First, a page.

Arientha Primanita, Ulma Haryanto & Zaky Pawas
Jakarta. Blame it on the rain? That’s what the administration wants to do, but critics say Monday evening’s traffic hell ultimately had more to do with a poor drainage system and residents’ waste-disposal habits.
Torrential rains throughout Monday afternoon and evening caused some of the worst traffic congestion ever seen in the city as entire roads were rendered impassable due to flooding.
On Tuesday, Jakarta Governor Fauzi Bowo said the intensity of the rain — 100 millimeters in three hours — was the reason for the mess.
“The rain on Monday was extraordinary,” he said. “I ask the people for understanding. The rain wasn’t my fault, and it was heavy.”
He also blamed climate change for recent waves of unpredictable weather.
Experts, however, have pointed their fingers squarely at the state of drains across the capital.
Ery Basworo, the head of the city’s Public Works Office, said only 20 percent of Jakarta’s drains worked, while the other 80 percent were clogged with garbage, mud and utility cables.
Yayat Supriyatna, an urban planning expert from Jakarta’s Trisakti University, said the flooding was the result of chaotic spatial planning and non-functioning drains.
“If a city’s spatial planning is well-organized, there wouldn’t be disasters such as floods,” he said. “So if a city is paralyzed by flooding, then there’s something wrong with that city.”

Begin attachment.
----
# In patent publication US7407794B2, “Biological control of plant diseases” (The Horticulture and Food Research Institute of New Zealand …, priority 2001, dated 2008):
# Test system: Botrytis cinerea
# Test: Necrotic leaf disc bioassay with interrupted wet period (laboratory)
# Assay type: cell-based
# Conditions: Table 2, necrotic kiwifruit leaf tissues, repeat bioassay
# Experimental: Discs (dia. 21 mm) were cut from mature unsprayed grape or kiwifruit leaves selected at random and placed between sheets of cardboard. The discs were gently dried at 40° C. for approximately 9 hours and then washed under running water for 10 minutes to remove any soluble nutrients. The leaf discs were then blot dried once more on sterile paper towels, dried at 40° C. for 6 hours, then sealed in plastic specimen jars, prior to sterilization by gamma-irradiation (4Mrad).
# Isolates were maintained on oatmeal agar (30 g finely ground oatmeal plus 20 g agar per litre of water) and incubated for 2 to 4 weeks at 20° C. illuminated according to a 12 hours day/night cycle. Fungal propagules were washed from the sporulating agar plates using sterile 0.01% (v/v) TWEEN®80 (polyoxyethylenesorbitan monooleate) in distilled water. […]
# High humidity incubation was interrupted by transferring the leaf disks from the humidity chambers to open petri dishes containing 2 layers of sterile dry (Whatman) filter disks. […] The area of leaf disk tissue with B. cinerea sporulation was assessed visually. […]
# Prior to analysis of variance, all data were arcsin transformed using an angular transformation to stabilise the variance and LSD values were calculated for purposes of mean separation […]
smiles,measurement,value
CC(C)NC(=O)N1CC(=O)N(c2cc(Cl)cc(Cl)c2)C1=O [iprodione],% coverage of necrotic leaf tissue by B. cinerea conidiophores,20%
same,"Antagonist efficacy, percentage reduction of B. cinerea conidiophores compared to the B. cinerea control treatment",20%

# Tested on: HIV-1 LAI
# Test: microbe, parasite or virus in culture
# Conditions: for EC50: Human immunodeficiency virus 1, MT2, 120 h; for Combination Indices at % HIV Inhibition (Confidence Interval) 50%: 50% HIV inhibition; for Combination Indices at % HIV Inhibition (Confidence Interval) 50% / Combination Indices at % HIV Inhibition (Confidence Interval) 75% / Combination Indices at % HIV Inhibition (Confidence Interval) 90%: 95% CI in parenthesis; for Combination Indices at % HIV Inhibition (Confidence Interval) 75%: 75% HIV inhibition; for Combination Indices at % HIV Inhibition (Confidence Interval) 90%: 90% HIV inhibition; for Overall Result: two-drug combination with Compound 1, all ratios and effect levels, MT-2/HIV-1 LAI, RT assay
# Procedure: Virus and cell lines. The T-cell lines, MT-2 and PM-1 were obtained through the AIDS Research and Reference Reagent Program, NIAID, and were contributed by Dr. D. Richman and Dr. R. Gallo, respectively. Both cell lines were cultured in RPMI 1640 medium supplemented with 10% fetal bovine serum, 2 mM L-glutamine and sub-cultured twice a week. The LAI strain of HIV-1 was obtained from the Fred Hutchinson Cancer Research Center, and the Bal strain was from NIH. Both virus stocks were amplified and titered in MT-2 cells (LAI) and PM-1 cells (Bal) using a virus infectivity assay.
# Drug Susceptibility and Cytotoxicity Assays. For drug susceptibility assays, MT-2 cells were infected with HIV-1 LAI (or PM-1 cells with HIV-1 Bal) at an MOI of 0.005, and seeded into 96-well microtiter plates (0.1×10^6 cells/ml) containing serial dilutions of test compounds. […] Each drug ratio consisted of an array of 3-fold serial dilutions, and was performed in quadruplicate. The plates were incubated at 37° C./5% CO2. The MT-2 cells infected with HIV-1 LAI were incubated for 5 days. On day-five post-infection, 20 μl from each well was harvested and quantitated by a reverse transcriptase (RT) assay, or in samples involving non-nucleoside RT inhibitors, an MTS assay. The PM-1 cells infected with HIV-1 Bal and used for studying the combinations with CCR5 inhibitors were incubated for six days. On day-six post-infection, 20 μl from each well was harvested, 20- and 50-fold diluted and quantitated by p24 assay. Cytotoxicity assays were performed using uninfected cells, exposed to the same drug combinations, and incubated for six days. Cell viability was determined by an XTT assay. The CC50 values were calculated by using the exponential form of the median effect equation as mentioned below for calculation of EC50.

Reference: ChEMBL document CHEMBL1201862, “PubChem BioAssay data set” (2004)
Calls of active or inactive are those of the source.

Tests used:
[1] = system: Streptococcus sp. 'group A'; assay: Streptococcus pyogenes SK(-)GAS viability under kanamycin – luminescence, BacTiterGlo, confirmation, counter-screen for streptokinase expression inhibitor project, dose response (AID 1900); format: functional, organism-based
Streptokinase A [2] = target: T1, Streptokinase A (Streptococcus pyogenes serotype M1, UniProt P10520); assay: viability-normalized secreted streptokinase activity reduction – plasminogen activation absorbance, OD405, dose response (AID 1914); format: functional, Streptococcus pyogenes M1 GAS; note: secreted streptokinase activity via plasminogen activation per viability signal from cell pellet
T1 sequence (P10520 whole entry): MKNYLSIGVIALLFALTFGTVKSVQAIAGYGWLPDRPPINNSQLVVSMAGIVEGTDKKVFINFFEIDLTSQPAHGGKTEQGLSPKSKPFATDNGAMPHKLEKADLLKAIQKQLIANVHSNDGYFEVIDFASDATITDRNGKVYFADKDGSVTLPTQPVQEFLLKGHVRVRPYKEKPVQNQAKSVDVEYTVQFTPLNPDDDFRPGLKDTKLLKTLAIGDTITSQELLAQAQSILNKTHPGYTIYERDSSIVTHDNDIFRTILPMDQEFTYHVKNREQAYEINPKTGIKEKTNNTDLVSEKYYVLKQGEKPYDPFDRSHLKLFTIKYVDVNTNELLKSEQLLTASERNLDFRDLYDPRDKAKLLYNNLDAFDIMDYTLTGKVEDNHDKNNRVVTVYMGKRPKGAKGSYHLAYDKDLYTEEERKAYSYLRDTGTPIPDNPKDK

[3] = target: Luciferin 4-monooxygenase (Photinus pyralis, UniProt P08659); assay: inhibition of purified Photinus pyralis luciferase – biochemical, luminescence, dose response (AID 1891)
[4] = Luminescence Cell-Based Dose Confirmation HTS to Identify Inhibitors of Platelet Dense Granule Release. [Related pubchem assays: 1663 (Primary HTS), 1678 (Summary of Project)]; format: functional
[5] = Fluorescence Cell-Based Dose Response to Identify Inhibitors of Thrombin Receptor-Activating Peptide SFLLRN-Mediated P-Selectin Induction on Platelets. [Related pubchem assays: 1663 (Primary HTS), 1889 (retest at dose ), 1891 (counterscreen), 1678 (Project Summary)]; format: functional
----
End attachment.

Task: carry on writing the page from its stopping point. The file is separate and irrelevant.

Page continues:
He said that with 92 percent of the land area in Jakarta already developed, there were few spaces left to serve as water catchment areas.
He also pointed out that the city’s drainage system was 20 years old and poorly maintained, with some open drains having been closed over to allow developers to construct buildings above them.
Yayat called on the city administration to allow the central government to help resolve this and other problems plaguing the capital.
He also said residents needed to change their attitude toward disposing waste.
“The people help worsen the situation,” he said.
“Jakartans tend to abuse nature. They clog up the drains with their garbage, and sometimes even close them off with concrete. So it’s the cumulative effect from developers, residents and the administration.”
He called for a campaign to educate residents not to throw their trash into drains.
“People should start at home by adopting responsible waste management or simply cleaning out the drains in front of their homes,” he said.
Gunawan Tjahjono, an urban planning expert from the University of Indonesia, said the city should conduct an audit of its drainage network to optimize it.
“All assumptions about Jakarta’s drainage system should be re-evaluated,” he said. “It’s not as straightforward as we used to think, because property developments in Jakarta have been extreme and we’ve taken over a lot of land, so there are no more water catchment areas.”
“This city is drowning.”
Gunawan also stressed the need to consider external factors into any redesign of the drainage system.
“We need to consider the geology and topography in the map of the city’s plumbing, and see the whole city as one big system,” he said. “Revitalization or reconstruction of the drainage system should not be sporadic.”
He also said it was time for residents to be more aware of their impact on the capital.
“Urban society is growing, but it has neglected the environment,” he said.
“People pave the earth in concrete, which prevents rainwater absorption. They have to realize they’re burdening the city and the administration. People shouldn’t just complain.”